RaidForums, one of the largest stolen data markets, has been closed

RaidForums, one of the largest stolen data markets, has been closed


European and US law enforcement have shut down RaidForums, a popular English-language online site where cybercriminals made available stolen personal data that others would later use for their fraud. "This domain has been seized" by the FBI, the secret services and the US Department of Justice, now reads a notice appearing on the site's home page. Europol was also involved in the operation that led to the closure of the site, called Torniquet.

The home page of Raid Forums

Launched in 2015, RaidForums was considered one of the largest forums for cybercriminals around the world. According to cyber threat intelligence company Recorded Future, the site had more than 530,000 registered members and was a powerful tool among low-to-mid-level cybercriminals thanks to the fact that it was accessible in the clear and not just via a browser like Tor. . The site published infringing datasets with sensitive information such as credit card or bank account numbers, usernames and passwords associated with online accounts.

Investigators found that RaidForums monetized by offering different levels of membership, up to for 10 euros, to access some chat rooms. Members could purchase credits which allowed them to unlock and download sensitive information. Users could also earn these credits by posting instructions on how to conduct data breaches and other attacks.

RaidForums alleged founder, 21-year-old Diogo Santos Coelho - known on the site as Omnipotent and Download - was arrested in the Kingdom United on January 31 and remains in custody pending extradition to the United States. There he is accused, among other charges, of conspiracy and aggravated identity theft.

The closure of RaidForums "disrupts one of the main ways that cybercriminals profit from the large-scale theft of sensitive personal and financial information," US Deputy Attorney General Kenneth Polite said in a written statement . For his part, the head of Europol's European Cybercrime Center, Edvardas Šileris, said the European agency "will continue to work with its international partners to make cybercrime more difficult and risky to commit". The seizure of the RaidForums site is only the latest operation against the online criminal markets. In early April, German police seized the servers of Hydra, a popular Russian connected darknet that has had $ 5 billion in transactions since 2015.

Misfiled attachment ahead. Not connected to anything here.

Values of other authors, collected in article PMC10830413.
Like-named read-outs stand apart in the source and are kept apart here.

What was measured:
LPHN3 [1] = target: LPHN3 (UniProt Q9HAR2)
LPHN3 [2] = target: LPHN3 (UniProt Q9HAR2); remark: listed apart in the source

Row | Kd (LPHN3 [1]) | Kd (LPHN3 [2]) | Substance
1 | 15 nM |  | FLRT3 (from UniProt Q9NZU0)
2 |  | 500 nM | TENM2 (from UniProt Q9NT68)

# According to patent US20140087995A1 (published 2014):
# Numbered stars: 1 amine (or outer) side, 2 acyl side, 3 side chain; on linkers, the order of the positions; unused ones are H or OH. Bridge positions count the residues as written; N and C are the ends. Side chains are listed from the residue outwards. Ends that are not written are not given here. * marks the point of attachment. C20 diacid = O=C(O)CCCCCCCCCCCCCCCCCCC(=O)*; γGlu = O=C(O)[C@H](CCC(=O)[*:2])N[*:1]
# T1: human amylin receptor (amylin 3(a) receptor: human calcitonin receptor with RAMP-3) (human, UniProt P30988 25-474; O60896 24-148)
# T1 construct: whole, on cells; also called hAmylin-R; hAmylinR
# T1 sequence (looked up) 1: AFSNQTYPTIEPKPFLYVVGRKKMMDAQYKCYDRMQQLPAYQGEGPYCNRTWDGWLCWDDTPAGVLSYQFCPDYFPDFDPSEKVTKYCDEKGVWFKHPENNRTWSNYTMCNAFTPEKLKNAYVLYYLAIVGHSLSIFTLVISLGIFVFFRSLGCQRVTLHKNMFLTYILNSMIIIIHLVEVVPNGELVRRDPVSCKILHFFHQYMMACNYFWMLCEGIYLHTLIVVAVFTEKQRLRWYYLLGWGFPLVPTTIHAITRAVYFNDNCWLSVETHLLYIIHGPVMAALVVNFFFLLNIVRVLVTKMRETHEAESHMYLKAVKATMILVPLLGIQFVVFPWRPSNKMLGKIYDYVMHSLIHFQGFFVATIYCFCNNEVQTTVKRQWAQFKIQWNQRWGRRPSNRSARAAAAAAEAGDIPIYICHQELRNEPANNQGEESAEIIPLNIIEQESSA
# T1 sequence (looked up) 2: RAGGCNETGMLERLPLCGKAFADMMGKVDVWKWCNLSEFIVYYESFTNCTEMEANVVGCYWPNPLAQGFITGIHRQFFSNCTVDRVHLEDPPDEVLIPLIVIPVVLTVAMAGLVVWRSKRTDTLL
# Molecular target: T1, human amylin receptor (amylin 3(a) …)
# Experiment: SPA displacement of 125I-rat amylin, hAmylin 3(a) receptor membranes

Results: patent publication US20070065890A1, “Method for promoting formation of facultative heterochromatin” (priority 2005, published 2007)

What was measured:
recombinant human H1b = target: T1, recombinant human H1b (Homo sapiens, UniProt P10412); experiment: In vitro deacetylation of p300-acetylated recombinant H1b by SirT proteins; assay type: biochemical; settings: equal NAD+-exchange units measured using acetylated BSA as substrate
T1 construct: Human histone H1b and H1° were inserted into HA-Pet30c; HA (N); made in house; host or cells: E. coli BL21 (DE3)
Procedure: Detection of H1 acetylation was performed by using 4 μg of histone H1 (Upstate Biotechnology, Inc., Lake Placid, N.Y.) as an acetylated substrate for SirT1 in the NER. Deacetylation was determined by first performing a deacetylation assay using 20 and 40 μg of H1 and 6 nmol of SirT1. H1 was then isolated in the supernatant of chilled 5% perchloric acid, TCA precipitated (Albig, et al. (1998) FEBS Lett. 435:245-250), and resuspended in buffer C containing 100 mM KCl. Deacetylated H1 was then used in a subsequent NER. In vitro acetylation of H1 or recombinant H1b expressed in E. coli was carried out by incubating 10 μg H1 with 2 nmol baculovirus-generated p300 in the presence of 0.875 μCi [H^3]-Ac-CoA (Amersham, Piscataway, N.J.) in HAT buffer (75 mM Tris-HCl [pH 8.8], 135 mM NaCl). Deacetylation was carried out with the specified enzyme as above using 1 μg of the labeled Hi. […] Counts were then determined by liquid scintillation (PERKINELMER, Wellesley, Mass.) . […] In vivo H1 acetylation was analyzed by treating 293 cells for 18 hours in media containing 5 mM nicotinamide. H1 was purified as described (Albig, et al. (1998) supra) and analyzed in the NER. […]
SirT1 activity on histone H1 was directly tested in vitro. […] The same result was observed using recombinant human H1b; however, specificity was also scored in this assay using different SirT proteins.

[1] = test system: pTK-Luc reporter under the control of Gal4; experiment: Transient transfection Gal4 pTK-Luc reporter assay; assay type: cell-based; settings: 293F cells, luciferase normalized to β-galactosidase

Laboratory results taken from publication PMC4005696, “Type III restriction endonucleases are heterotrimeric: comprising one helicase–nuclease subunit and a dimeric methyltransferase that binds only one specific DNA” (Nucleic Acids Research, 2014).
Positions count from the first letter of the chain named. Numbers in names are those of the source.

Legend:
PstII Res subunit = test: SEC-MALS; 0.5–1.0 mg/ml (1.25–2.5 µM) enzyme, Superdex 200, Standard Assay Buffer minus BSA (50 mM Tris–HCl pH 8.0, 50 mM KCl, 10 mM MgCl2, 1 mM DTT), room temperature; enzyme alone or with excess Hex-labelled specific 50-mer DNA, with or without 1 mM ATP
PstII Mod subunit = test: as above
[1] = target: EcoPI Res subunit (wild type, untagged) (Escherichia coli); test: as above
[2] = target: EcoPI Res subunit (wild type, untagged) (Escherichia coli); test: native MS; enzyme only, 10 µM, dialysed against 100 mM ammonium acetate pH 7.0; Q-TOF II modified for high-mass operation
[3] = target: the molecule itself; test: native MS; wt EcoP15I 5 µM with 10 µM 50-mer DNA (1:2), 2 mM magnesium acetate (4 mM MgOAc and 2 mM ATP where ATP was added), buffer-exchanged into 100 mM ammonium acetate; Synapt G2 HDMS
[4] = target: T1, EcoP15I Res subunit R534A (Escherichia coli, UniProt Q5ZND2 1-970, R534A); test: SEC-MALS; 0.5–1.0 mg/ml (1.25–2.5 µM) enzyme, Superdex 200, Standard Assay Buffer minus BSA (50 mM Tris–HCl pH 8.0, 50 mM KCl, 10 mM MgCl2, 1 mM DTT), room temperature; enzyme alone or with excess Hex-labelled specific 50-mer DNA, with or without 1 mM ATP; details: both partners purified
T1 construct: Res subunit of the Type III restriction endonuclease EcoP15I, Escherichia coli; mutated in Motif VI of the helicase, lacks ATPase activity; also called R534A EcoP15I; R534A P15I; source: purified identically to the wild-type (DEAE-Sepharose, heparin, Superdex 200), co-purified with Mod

RaidForums hacking forum take offline and founder indicted

The RaidForums hacking forum has been taken offline and its founder indicted as part of an international effort to target the popular hacking site.

RaidForums was not a darknet site, one available only using special software, but instead existed on the regular internet. Although it offered a variety of illegal services, it was best known for trading in stolen credentials.

The Justice Department claims that RaidForums members used the platform to provide for sale hundreds of databases of stolen data containing more than 10 billion unique records for individuals residing in the U.S. and internationally. At the time of its founding in 2015, RaidForums also operated as an online venue for organizing and supporting forms of electronic harassment, including raiding, the practice of posting or sending an overwhelming volume of contact to a victim’s online communications medium, and swatting, which involves making prank calls to emergency services about ongoing critical incidents to get them to visit an address unnecessarily., along with and domains used by the site, were seized by the U.S. Department of Justice with the image above now appearing where the forum once resided. The founder of RaidForums, Diogo Santos Coelho of Portugal, was arrested in the U.K. on Jan. 31 and now faces extradition to the U.S.